BUSINESS
By Arthur Hirsch, The Baltimore Sun and By Arthur Hirsch, The Baltimore Sun | June 22, 2014
The Horseshoe Casino Baltimore won't open until August, but the woman warrior's face on Sky Rider already glows alluringly on the second floor, offering the chance at "Silver Treasures. " The slot machine stands among a sea of recent arrivals at the Russell Street casino: Lucky Larry's Lobster Mania, A Win for All Seasons, Whales of Cash, Ultimate Sevens, Super Monopoly Money. Many remain wrapped in plastic. Hard-hatted technicians tend to the electronics of others. Some like Sky Rider are fully lit up, their wheels spinning for no one for now. The 2,500 slot machines being installed at Horseshoe incorporate the latest technology and pop-culture themes, ranging from "The Walking Dead" to the retro 1960s-era "Batman" television show.
BUSINESS
By Arthur Hirsch, The Baltimore Sun | June 17, 2014
Horseshoe Casino Baltimore's general manager said Tuesday that joint efforts by his company and the city government to recruit local employees for the new gambling center near downtown have paid off, as Baltimore residents have received about half of the 2,200 job offers made so far. It is not clear how many city residents would be hired for the facility's 1,700 to 1,900 full- and part-time jobs because the job offers were made pending background checks...
NEWS
By Michael Dresser, The Baltimore Sun | August 6, 2012
Gwyn Eppard of Baltimore said the tip-off that something was fishy came when the woman caller purporting to represent the campaign of Del. Sandy Rosenberg didn't know the lawmaker's party but launched into a pitch for a casino in Prince George's County. "That made me kind of suspicious," she said.  Rosenberg, a Northwest Baltimore Democrat, said the call did not come from his campaign. "I certainly did not authorize anybody to call on my behalf," he said. "I certainly don't pay money to solicitors to pay people.
NEWS
By Michael Dresser, The Baltimore Sun | January 22, 2013
An Anne Arundel County judge threw out a lawsuit Tuesday challenging the referendum last November in which Maryland voters approved an expansion of casino gambling after a $95 million campaign. Circuit Judge Ronald A. Silkworth rejected a contention by plaintiffs who opposed the expansion that the referendum required a majority of all Maryland voters — rather than a majority of those casting their ballots — to pass. Silkworth also said the plaintiffs waited too long to bring their suit.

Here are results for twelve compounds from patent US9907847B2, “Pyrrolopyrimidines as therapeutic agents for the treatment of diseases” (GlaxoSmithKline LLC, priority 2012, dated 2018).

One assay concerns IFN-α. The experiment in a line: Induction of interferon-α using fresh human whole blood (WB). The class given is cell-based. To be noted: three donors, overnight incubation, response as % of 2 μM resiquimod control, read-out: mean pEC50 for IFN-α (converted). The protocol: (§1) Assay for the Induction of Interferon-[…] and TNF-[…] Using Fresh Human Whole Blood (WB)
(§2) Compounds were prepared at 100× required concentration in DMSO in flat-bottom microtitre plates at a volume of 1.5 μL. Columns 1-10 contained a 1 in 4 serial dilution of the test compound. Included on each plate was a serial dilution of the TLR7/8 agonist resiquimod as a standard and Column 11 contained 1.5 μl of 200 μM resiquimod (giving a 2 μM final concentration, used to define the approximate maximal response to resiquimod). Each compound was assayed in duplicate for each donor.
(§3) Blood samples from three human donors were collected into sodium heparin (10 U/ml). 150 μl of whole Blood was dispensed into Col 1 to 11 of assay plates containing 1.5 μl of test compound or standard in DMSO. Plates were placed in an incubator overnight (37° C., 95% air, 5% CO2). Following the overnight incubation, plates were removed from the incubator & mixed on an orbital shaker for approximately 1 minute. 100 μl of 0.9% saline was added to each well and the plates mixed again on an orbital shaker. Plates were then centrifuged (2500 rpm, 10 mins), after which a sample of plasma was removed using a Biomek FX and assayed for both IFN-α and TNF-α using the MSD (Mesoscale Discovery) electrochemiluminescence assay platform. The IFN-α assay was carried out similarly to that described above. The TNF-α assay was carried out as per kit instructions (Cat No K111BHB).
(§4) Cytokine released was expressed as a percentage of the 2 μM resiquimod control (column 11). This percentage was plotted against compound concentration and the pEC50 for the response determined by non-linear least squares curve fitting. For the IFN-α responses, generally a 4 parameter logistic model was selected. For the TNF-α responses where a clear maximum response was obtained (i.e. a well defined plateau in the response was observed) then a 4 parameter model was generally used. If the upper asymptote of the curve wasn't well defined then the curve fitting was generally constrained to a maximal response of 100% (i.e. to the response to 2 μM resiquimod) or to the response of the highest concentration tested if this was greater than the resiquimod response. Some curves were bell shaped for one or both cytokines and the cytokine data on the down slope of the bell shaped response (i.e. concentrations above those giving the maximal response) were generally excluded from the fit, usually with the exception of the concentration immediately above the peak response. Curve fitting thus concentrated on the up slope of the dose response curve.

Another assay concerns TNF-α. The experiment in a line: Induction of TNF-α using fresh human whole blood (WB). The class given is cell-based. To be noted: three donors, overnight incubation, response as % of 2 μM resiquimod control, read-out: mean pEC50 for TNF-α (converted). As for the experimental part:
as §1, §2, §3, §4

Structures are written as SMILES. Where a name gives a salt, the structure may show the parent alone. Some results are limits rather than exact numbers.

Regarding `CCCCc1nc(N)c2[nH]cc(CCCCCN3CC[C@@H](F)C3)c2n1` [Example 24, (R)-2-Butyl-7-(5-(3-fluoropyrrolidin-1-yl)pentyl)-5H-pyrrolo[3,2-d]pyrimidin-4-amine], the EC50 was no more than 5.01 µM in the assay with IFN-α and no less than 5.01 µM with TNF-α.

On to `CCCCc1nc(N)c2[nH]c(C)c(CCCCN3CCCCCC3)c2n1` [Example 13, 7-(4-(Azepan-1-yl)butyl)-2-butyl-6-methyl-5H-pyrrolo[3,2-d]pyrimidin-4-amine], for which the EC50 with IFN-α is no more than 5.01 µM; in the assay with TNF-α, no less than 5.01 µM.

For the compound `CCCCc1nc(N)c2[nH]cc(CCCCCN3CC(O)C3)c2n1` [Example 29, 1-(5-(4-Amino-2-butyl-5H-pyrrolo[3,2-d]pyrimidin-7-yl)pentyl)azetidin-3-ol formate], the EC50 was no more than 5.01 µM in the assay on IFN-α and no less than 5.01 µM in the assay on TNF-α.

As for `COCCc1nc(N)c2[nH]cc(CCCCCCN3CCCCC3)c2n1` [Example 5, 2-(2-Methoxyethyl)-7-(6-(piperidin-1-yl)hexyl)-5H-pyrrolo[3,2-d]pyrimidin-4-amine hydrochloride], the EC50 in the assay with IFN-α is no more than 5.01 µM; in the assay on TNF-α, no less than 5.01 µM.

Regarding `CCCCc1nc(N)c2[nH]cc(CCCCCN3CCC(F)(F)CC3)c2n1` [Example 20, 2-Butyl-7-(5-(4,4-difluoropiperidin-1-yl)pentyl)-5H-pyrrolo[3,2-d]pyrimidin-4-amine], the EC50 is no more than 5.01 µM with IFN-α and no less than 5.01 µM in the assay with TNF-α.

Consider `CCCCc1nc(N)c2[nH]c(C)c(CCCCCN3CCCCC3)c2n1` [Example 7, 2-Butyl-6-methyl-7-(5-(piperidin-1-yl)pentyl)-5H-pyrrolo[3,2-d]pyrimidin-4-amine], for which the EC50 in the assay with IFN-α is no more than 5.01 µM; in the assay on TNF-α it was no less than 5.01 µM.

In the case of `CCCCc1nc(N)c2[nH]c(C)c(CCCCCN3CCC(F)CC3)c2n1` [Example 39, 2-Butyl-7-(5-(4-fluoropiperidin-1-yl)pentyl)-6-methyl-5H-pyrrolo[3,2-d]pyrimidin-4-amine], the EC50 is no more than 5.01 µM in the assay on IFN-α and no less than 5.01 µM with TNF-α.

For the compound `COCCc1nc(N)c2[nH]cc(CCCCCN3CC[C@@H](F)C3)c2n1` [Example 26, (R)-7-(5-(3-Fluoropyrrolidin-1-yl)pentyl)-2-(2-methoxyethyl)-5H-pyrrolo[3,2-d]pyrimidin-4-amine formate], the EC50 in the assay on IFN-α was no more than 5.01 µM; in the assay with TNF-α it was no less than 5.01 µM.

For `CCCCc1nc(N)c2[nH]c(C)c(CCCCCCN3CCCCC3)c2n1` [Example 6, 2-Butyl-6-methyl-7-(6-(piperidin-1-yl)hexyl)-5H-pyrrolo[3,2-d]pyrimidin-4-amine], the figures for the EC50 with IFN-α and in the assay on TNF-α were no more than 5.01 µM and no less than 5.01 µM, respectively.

BUSINESS
By Arthur Hirsch, The Baltimore Sun | June 7, 2014
Tens of billions of dollars have been wagered in the state's casinos since the state legalized slot machines and table games - spinning off funds for schools, the horse racing industry and local programs that have financed everything from paving and police to iPads and small business loans. But even with all the money coming to the state - $975 million though the end of May, according to state data - some Marylanders say the bonanza expected from casinos has not materialized. Education advocates note that the money from casinos has mainly supplanted other state funding and has not been the windfall many felt was promised - in the political rhetoric if not in the letter of the law. Statewide casino revenue also falls short of overall projections made before Marylanders voted to approve the slots program and before the recession hit. "Obviously, the revenue coming in is good for the state," said Del. Curt Anderson, a Baltimore City Democrat who opposed legalizing casinos.
BUSINESS
By Arthur Hirsch, The Baltimore Sun | June 7, 2014
The owners of Maryland Live casino in Arundel Mills have started planning a roughly $200 million hotel and spa, betting on a successful pairing of hospitality and gambling that goes back to the early days of legalized casinos in Las Vegas and Atlantic City. David S. Cordish, chairman and CEO of the Baltimore-based development company whose affiliate owns Maryland Live, said the hotel was part of the original lease with the property owner, and plans are now taking shape. "That will be a Phase Two," Cordish said.